We soon hit country 6 – AUSTRIA and the awesome landscapes and dramatic scenery started. I vaguely remember seeing a Top Gear show with Clarkson and his buddies searching for the best driving road in Europe – I’m pretty sure it was Austria they eventually settled on.

Winding roads and mist covered mountains made for a beautiful drive….as well as being the place to rest our weary bodies. It’s surprising how shattering it is sitting down all day in a car!

Another early start and pretty much straight over another border into country 7 – SLOVENIA. I visited Slovenia a few years back just before it became part of the EU. And what a different place it was then. This time round the roads were impeccable and every few miles was yet another motorway service station with a Shell petrol station or Burger King restaurant.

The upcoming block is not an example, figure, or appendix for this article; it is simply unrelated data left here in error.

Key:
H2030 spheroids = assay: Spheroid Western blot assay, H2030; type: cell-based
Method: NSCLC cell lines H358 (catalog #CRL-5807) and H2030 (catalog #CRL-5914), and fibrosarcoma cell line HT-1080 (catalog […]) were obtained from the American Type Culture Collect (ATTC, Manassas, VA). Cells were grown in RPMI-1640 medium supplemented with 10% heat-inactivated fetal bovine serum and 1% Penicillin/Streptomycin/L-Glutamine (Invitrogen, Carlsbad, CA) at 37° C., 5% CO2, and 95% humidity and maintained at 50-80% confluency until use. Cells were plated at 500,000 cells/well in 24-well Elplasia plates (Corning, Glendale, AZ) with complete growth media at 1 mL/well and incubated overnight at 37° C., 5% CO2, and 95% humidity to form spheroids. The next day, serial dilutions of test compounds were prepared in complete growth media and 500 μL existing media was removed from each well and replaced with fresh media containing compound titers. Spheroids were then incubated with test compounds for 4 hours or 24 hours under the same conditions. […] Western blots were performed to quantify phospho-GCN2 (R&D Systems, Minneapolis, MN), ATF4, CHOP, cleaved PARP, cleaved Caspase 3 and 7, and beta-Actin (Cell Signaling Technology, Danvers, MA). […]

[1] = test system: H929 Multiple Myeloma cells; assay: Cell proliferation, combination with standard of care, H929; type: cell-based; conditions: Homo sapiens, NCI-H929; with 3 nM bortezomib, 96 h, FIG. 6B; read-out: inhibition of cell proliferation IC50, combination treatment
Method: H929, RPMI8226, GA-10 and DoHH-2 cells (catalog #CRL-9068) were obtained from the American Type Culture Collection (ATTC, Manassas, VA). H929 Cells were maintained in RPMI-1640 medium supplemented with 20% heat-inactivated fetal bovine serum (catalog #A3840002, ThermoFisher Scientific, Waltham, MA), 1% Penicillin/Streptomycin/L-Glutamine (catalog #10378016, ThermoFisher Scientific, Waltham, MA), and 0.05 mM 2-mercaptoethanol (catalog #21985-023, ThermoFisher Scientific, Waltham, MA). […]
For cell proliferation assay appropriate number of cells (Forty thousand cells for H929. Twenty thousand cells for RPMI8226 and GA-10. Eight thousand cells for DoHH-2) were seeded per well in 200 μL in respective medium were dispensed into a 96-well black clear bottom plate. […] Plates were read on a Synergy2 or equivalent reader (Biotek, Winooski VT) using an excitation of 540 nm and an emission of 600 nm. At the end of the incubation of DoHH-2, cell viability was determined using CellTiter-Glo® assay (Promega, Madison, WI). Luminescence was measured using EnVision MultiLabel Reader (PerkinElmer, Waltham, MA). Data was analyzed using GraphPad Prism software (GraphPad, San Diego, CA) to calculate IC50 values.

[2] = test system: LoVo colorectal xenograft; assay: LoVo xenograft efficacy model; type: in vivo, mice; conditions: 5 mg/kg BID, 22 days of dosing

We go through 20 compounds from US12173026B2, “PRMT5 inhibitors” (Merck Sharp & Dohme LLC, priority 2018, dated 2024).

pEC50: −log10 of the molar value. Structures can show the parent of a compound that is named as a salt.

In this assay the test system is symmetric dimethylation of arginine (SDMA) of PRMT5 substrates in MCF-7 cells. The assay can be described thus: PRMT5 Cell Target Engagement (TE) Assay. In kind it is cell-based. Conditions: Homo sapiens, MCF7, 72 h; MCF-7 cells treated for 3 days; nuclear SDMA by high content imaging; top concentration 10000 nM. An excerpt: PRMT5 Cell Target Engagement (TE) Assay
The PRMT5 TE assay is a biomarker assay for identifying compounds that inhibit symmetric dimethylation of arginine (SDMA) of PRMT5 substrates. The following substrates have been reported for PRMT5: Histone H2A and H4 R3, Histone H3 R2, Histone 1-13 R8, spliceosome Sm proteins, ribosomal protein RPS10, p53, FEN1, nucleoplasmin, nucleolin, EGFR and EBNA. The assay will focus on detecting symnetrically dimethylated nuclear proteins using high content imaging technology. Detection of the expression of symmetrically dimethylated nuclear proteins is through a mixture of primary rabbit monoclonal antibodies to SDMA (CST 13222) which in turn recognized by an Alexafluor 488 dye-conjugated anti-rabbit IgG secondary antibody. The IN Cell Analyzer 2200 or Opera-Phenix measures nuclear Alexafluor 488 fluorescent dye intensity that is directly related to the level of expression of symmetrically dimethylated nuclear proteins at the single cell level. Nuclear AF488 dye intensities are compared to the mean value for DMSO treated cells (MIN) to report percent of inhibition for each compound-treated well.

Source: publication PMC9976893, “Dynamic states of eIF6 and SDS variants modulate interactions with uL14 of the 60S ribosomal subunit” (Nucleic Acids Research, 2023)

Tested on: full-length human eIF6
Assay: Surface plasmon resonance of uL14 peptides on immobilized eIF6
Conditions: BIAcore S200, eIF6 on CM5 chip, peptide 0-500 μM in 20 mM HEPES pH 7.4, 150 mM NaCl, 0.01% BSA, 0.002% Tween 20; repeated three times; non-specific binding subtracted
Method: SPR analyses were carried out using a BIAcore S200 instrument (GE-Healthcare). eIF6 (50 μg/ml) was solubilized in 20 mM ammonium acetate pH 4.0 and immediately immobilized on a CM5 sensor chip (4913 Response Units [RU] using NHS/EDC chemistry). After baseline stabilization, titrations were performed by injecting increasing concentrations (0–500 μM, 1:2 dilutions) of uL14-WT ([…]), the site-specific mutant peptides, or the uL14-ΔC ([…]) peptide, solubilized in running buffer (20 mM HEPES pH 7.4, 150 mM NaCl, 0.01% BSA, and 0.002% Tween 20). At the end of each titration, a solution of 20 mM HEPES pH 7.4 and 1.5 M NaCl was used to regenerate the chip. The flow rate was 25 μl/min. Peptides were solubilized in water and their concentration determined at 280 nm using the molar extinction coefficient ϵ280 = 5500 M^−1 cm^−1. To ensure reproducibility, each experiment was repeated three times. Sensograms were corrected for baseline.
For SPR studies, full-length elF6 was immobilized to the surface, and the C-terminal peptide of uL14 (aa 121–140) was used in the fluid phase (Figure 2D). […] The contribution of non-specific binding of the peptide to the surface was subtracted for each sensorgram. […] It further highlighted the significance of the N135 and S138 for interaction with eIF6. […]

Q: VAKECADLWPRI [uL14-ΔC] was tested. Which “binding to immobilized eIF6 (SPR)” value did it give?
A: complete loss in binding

By now we were well and truly heading South and today lunch was in….CROATIA, country 8.

Not visiting for long, by early afternoon we were approaching what I though would be one of our most interesting places en route….SERBIA.

On reaching Serbia, country 9, we encountered our first proper border crossing with proper border crossing officials, roadside checkpoints and passport control!

First you leave Croatia…easily…head a mile through no-mans-land and arrive at the Serbian border checkpoint. Papers were requested and we confidently handed over vehicle registrations and passports.

Then it started to get interesting – apparently we needed car passports! Have you ever heard of a car passport before? Well neither had we but apparently we needed one to drive across the country!

Funnily enough (!) it was possible to buy said ‘passport’ at the border! So with a significantly lighter wallet but with the required precious piece of rather flimsy paper we re-approached the border guards. This time they wanted to know where we were going…’camping’ Ankles tells them.

That sounds good enough – no? Well thank goodness they didn’t ask to check our car…we wouldn’t have looked like such great campers if they’d asked to check our car because we sure as heck didn’t have a tent in there!!